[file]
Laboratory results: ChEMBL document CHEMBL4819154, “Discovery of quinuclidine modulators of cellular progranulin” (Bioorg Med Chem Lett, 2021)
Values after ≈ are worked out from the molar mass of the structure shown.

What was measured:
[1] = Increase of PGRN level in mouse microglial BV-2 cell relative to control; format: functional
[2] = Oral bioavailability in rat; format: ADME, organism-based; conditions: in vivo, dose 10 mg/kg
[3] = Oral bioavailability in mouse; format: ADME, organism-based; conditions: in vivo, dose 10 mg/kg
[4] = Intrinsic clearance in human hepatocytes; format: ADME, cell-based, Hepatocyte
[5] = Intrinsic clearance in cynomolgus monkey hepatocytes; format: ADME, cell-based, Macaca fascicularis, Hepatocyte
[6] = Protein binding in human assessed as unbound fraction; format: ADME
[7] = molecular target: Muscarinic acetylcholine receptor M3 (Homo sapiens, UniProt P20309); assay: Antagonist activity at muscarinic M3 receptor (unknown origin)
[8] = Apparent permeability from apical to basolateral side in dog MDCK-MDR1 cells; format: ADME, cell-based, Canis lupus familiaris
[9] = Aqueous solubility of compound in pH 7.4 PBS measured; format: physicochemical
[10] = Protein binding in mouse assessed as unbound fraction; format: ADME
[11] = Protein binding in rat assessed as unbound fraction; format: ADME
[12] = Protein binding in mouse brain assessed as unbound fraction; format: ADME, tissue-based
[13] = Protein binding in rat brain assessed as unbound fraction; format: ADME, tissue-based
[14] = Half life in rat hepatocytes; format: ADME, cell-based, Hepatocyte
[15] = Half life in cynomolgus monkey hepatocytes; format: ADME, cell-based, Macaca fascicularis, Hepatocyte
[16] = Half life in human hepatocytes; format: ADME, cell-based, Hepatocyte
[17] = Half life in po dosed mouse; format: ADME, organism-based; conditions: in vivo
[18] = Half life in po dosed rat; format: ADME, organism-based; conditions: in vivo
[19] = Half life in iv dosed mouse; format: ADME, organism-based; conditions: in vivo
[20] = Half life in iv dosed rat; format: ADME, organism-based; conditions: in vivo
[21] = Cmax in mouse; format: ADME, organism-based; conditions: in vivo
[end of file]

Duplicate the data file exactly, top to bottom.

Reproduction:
Laboratory results: ChEMBL document CHEMBL4819154, “Discovery of quinuclidine modulators of cellular progranulin” (Bioorg Med Chem Lett, 2021)
Values after ≈ are worked out from the molar mass of the structure shown.

What was measured:
[1] = Increase of PGRN level in mouse microglial BV-2 cell relative to control; format: functional
[2] = Oral bioavailability in rat; format: ADME, organism-based; conditions: in vivo, dose 10 mg/kg
[3] = Oral bioavailability in mouse; format: ADME, organism-based; conditions: in vivo, dose 10 mg/kg
[4] = Intrinsic clearance in human hepatocytes; format: ADME, cell-based, Hepatocyte
[5] = Intrinsic clearance in cynomolgus monkey hepatocytes; format: ADME, cell-based, Macaca fascicularis, Hepatocyte
[6] = Protein binding in human assessed as unbound fraction; format: ADME
[7] = molecular target: Muscarinic acetylcholine receptor M3 (Homo sapiens, UniProt P20309); assay: Antagonist activity at muscarinic M3 receptor (unknown origin)
[8] = Apparent permeability from apical to basolateral side in dog MDCK-MDR1 cells; format: ADME, cell-based, Canis lupus familiaris
[9] = Aqueous solubility of compound in pH 7.4 PBS measured; format: physicochemical
[10] = Protein binding in mouse assessed as unbound fraction; format: ADME
[11] = Protein binding in rat assessed as unbound fraction; format: ADME
[12] = Protein binding in mouse brain assessed as unbound fraction; format: ADME, tissue-based
[13] = Protein binding in rat brain assessed as unbound fraction; format: ADME, tissue-based
[14] = Half life in rat hepatocytes; format: ADME, cell-based, Hepatocyte
[15] = Half life in cynomolgus monkey hepatocytes; format: ADME, cell-based, Macaca fascicularis, Hepatocyte
[16] = Half life in human hepatocytes; format: ADME, cell-based, Hepatocyte
[17] = Half life in po dosed mouse; format: ADME, organism-based; conditions: in vivo
[18] = Half life in po dosed rat; format: ADME, organism-based; conditions: in vivo
[19] = Half life in iv dosed mouse; format: ADME, organism-based; conditions: in vivo
[20] = Half life in iv dosed rat; format: ADME, organism-based; conditions: in vivo
[21] = Cmax in mouse; format: ADME, organism-based; conditions: in vivo